A heavily armed commando unit that assassinated Haitian President Jovenel Moise was composed of 26 Colombians and two Haitian Americans, authorities said on Thursday, as the hunt went on for the masterminds of the killing, APA reports quoting Reuters.
Moise, 53, was fatally shot early on Wednesday at his home by what officials said was a group of foreign, trained killers, pitching the poorest country in the Americas deeper into turmoil amid political divisions, hunger and widespread gang violence.
Authorities tracked the suspected assassins on Wednesday to a house near the scene of the crime in Petionville, a northern, hillside suburb of the capital, Port-au-Prince. A firefight lasted late into the night and authorities detained a number of suspects on Thursday.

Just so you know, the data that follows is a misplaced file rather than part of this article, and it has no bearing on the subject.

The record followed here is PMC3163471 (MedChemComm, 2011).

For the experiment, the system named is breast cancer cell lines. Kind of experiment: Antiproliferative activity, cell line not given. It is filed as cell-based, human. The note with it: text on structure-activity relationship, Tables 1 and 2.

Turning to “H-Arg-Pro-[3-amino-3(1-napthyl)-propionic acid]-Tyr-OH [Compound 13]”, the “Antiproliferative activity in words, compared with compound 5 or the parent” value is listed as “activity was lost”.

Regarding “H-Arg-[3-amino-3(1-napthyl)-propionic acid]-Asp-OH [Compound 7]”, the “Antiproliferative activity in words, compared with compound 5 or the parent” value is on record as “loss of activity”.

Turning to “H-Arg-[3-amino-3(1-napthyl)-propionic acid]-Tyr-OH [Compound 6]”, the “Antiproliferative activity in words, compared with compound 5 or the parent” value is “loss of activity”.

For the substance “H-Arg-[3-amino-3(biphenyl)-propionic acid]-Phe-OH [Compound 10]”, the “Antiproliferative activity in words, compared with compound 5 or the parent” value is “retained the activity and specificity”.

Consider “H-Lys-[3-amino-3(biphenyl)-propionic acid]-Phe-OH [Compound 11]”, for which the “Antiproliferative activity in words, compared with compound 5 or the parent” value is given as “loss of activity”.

Police Chief Charles Leon paraded 17 men before journalists at a news conference late on Thursday, showing a number of Colombian passports, plus assault rifles, machetes, walkie-talkies and materials including bolt cutters and hammers.
"Foreigners came to our country to kill the president," Charles said. "There were … 26 Colombians, identified by their passports … and two Haitian Americans as well.”
He said 15 Colombians were captured, as well as two Haitian Americans. Three of the assailants were killed and eight remained on the run, Charles said.
Colombian Defense Minister Diego Molano said in a statement that preliminary information indicated that Colombians involved in the attack were retired members of the country's military. He said Bogota would cooperate in the investigation.
Haiti's minister of elections and interparty relations, Mathias Pierre, identified the Haitian-American suspects as James Solages, 35, and Joseph Vincent, 55.